As medical researcher and former yeast infection sufferer I am often asked about the connection between vinegar and yeast infections. Most experts agree that eating certain foods encourage the growth of yeast and increase the chance of an infection. But what about vinegar? Vinegar has been proven to improve the health of many people. So, does vinegar cause yeast infections or does it help the body fight against them?
Yeast infections are caused by the overgrowth of a fungus called Candida. Candida lives in small amounts inside everyone's body. In small amounts it is beneficial to the body and certainly not dangerous. Candida becomes a threat to the body when it grows out of control in the digestive system and then enters the bloodstream. Once in the bloodstream it circulates throughout the body attacking wherever it finds an opportunity.
Certain foods can create an environment within the body that encourages the yeast to grow. White sugar, refined white rice and flour, and some highly processed foods encourage Candida growth and damage the body's ability to fight off the infection.
The ph level of the body also affects the growth of Candida yeast. The ph level, which stands for "potential hydrogen" is a measurement of the amount of acid in the body. The scales runs from 0 (high acid) to 14 (low acid). The ph level of human blood should be between 7.35 and 7.45. Pure water has a ph of 7 which is considered to be neutral. Even a small change in the ph level can have a significant effect on our health.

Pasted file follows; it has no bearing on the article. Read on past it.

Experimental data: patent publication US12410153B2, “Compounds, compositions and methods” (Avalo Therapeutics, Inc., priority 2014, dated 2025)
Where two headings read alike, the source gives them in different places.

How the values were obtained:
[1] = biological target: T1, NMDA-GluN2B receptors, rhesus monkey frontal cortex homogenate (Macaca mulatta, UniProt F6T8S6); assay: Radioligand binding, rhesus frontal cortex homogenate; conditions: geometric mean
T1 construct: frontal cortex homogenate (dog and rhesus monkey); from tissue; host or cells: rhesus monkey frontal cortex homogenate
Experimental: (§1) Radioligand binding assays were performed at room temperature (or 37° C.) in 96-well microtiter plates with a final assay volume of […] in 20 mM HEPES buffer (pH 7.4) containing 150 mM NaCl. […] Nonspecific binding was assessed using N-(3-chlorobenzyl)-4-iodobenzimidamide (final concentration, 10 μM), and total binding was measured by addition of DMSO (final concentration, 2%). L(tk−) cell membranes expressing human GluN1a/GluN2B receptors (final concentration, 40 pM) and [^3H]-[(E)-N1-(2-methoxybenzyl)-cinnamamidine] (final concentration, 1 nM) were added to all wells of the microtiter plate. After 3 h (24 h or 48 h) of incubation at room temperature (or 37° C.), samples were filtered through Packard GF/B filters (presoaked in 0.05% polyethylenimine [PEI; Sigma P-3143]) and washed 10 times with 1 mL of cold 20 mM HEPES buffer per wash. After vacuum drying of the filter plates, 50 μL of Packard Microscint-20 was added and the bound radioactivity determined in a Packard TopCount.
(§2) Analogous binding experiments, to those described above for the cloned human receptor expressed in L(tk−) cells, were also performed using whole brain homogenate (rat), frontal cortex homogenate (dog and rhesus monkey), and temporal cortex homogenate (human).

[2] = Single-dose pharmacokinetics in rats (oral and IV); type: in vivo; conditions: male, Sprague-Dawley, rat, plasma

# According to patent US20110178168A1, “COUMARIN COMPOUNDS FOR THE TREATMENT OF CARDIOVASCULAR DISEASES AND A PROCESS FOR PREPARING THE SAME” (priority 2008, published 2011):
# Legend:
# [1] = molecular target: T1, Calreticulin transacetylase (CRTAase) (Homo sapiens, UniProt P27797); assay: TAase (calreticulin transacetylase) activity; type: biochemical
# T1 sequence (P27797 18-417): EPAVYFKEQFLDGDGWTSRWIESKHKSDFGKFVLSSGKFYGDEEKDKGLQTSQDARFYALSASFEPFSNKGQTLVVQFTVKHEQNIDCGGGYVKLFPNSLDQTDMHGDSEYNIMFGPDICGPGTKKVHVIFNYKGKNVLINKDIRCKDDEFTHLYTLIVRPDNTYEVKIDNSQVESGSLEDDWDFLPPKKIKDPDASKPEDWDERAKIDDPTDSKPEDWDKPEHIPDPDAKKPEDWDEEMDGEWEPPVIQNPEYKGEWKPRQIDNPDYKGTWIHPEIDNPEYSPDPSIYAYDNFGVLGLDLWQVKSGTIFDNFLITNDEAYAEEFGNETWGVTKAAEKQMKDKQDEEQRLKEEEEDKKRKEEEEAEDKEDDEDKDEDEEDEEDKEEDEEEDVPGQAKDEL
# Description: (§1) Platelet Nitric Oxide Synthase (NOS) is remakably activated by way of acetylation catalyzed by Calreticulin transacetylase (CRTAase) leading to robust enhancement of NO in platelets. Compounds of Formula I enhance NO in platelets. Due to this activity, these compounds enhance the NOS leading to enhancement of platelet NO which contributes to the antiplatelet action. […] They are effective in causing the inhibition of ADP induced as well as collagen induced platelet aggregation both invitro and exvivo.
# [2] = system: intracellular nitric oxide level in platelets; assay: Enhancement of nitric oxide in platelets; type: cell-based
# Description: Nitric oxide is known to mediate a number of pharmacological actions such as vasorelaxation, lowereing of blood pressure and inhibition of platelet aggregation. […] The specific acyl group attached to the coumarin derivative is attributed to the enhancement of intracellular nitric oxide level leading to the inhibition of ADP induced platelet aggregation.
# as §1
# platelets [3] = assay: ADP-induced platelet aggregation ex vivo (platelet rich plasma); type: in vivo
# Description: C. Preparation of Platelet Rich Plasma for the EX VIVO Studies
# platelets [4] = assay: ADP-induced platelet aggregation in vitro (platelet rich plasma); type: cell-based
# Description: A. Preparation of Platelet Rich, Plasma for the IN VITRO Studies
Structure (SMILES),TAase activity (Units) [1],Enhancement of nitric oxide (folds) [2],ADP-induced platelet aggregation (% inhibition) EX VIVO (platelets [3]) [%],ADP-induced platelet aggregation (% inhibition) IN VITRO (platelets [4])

The higher the acid level the easier it is for yeast to grow. Anyone who suffers from yeast infections should everything possible to maintain their body's ph level at the lowest healthy point possible.
Several factors that contribute to high ph levels are:
1. High stress level
2. Lack of exercise
3. Excess fat in diet
4. Excess consumption of dairy products
5. Not enough fresh vegetables and fruits in diet
White vinegar is extremely acidic with a typical ph level between 2.4 and 3.4. This extremely high acid level makes an idea environment for Candida yeast to grow out of control. White vinegar should be eliminated from the diet of anyone who has a yeast infection or is prone to getting them. Most other types of vinegar including balsamic, red wine, and rice vinegar are also highly acidic.
The only exception to the rule is apple cider vinegar which has a ph of 7.5. Often sold at health food stores, organic apple cider vinegar that is unfiltered and unpasteurized can actually lower the acid level of the body. Many researchers believe that a teaspoon or two each day will help to prevent yeast infections as well as improving overall health.
The answer to the question, "does vinegar cause yeast infections?" is yes and no. White, balsamic, red wine, and rice vinegars definitely will cause yeast infections. Natural organic apple cider vinegar will not.
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